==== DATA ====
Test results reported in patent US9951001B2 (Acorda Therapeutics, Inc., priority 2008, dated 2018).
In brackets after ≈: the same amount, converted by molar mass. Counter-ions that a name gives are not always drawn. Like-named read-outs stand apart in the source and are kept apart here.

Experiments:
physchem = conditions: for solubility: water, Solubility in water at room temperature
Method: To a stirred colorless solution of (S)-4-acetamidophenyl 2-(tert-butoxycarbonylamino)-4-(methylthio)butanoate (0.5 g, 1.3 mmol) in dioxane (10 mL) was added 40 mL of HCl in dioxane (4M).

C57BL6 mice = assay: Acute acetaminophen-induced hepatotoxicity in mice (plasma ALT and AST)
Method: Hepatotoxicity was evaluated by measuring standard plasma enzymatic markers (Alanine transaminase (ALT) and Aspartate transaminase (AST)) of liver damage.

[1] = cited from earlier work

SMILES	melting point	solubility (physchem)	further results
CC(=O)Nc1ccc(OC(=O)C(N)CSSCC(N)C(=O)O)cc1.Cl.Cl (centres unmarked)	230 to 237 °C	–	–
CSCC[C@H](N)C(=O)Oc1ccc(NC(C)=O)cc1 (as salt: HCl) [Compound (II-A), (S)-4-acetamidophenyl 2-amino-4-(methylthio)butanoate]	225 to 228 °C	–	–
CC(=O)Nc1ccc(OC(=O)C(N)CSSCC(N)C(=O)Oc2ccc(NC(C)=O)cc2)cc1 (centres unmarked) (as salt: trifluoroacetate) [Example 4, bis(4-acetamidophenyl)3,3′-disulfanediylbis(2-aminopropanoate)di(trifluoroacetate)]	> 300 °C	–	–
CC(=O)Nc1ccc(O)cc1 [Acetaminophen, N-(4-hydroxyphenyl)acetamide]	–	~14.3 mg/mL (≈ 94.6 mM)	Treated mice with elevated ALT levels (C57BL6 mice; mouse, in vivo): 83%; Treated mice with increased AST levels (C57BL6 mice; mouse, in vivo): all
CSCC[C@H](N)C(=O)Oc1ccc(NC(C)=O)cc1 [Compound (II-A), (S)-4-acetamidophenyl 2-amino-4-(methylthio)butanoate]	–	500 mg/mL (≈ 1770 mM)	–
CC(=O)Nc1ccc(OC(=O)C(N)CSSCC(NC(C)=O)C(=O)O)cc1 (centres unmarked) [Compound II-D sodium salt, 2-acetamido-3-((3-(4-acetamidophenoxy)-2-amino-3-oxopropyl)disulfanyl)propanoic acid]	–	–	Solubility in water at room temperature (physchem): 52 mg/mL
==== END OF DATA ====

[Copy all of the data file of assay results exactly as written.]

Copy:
Test results reported in patent US9951001B2 (Acorda Therapeutics, Inc., priority 2008, dated 2018).
In brackets after ≈: the same amount, converted by molar mass. Counter-ions that a name gives are not always drawn. Like-named read-outs stand apart in the source and are kept apart here.

Experiments:
physchem = conditions: for solubility: water, Solubility in water at room temperature
Method: To a stirred colorless solution of (S)-4-acetamidophenyl 2-(tert-butoxycarbonylamino)-4-(methylthio)butanoate (0.5 g, 1.3 mmol) in dioxane (10 mL) was added 40 mL of HCl in dioxane (4M).

C57BL6 mice = assay: Acute acetaminophen-induced hepatotoxicity in mice (plasma ALT and AST)
Method: Hepatotoxicity was evaluated by measuring standard plasma enzymatic markers (Alanine transaminase (ALT) and Aspartate transaminase (AST)) of liver damage.

[1] = cited from earlier work

SMILES	melting point	solubility (physchem)	further results
CC(=O)Nc1ccc(OC(=O)C(N)CSSCC(N)C(=O)O)cc1.Cl.Cl (centres unmarked)	230 to 237 °C	–	–
CSCC[C@H](N)C(=O)Oc1ccc(NC(C)=O)cc1 (as salt: HCl) [Compound (II-A), (S)-4-acetamidophenyl 2-amino-4-(methylthio)butanoate]	225 to 228 °C	–	–
CC(=O)Nc1ccc(OC(=O)C(N)CSSCC(N)C(=O)Oc2ccc(NC(C)=O)cc2)cc1 (centres unmarked) (as salt: trifluoroacetate) [Example 4, bis(4-acetamidophenyl)3,3′-disulfanediylbis(2-aminopropanoate)di(trifluoroacetate)]	> 300 °C	–	–
CC(=O)Nc1ccc(O)cc1 [Acetaminophen, N-(4-hydroxyphenyl)acetamide]	–	~14.3 mg/mL (≈ 94.6 mM)	Treated mice with elevated ALT levels (C57BL6 mice; mouse, in vivo): 83%; Treated mice with increased AST levels (C57BL6 mice; mouse, in vivo): all
CSCC[C@H](N)C(=O)Oc1ccc(NC(C)=O)cc1 [Compound (II-A), (S)-4-acetamidophenyl 2-amino-4-(methylthio)butanoate]	–	500 mg/mL (≈ 1770 mM)	–
CC(=O)Nc1ccc(OC(=O)C(N)CSSCC(NC(C)=O)C(=O)O)cc1 (centres unmarked) [Compound II-D sodium salt, 2-acetamido-3-((3-(4-acetamidophenoxy)-2-amino-3-oxopropyl)disulfanyl)propanoic acid]	–	–	Solubility in water at room temperature (physchem): 52 mg/mL